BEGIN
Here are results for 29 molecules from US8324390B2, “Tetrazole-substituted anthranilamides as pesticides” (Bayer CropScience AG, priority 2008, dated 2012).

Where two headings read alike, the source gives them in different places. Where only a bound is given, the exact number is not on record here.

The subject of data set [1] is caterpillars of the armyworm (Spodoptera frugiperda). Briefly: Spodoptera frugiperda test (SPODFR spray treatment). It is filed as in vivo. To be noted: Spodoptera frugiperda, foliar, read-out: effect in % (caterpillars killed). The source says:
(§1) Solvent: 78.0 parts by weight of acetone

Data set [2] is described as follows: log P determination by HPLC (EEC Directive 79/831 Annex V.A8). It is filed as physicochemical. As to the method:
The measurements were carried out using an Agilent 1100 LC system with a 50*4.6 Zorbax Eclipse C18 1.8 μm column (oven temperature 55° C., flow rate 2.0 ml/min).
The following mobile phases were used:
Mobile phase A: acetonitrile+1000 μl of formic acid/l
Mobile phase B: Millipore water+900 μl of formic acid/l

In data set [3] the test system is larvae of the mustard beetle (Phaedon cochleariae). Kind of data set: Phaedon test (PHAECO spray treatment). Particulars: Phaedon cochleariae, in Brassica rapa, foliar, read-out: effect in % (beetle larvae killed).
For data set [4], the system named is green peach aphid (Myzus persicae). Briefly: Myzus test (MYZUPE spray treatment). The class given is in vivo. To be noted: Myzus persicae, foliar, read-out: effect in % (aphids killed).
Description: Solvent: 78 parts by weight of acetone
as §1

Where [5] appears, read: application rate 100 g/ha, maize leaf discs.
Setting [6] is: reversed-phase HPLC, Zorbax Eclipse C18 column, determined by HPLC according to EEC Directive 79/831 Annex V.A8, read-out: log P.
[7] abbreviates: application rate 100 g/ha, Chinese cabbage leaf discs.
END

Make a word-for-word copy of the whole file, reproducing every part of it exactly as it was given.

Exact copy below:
Here are results for 29 molecules from US8324390B2, “Tetrazole-substituted anthranilamides as pesticides” (Bayer CropScience AG, priority 2008, dated 2012).

Where two headings read alike, the source gives them in different places. Where only a bound is given, the exact number is not on record here.

The subject of data set [1] is caterpillars of the armyworm (Spodoptera frugiperda). Briefly: Spodoptera frugiperda test (SPODFR spray treatment). It is filed as in vivo. To be noted: Spodoptera frugiperda, foliar, read-out: effect in % (caterpillars killed). The source says:
(§1) Solvent: 78.0 parts by weight of acetone

Data set [2] is described as follows: log P determination by HPLC (EEC Directive 79/831 Annex V.A8). It is filed as physicochemical. As to the method:
The measurements were carried out using an Agilent 1100 LC system with a 50*4.6 Zorbax Eclipse C18 1.8 μm column (oven temperature 55° C., flow rate 2.0 ml/min).
The following mobile phases were used:
Mobile phase A: acetonitrile+1000 μl of formic acid/l
Mobile phase B: Millipore water+900 μl of formic acid/l

In data set [3] the test system is larvae of the mustard beetle (Phaedon cochleariae). Kind of data set: Phaedon test (PHAECO spray treatment). Particulars: Phaedon cochleariae, in Brassica rapa, foliar, read-out: effect in % (beetle larvae killed).
For data set [4], the system named is green peach aphid (Myzus persicae). Briefly: Myzus test (MYZUPE spray treatment). The class given is in vivo. To be noted: Myzus persicae, foliar, read-out: effect in % (aphids killed).
Description: Solvent: 78 parts by weight of acetone
as §1

Where [5] appears, read: application rate 100 g/ha, maize leaf discs.
Setting [6] is: reversed-phase HPLC, Zorbax Eclipse C18 column, determined by HPLC according to EEC Directive 79/831 Annex V.A8, read-out: log P.
[7] abbreviates: application rate 100 g/ha, Chinese cabbage leaf discs.